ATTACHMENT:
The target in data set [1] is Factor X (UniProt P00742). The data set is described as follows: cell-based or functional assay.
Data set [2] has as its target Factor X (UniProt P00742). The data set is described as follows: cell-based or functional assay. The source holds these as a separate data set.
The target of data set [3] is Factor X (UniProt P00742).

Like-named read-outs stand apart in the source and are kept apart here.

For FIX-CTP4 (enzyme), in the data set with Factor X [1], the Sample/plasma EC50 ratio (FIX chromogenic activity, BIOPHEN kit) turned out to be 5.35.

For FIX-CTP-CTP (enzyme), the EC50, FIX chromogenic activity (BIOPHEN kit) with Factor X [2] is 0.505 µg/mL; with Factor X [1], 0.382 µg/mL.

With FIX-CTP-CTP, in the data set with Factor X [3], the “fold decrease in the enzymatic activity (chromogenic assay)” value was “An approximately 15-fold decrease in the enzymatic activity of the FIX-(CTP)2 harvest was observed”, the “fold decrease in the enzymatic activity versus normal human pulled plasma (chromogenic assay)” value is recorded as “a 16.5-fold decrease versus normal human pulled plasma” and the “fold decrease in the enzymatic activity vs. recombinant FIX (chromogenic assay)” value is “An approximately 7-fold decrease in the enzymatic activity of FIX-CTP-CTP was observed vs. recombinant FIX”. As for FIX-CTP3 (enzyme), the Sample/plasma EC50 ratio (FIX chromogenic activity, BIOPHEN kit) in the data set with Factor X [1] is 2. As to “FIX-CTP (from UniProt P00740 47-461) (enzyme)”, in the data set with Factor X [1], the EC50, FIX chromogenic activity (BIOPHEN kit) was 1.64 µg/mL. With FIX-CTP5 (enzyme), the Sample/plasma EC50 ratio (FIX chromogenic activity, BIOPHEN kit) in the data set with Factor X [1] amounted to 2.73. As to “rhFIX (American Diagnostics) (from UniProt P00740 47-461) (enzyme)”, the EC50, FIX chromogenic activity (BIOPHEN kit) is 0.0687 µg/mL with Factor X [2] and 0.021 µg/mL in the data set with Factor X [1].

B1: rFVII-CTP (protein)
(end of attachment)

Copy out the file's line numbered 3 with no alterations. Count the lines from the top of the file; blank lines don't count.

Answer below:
The target of data set [3] is Factor X (UniProt P00742).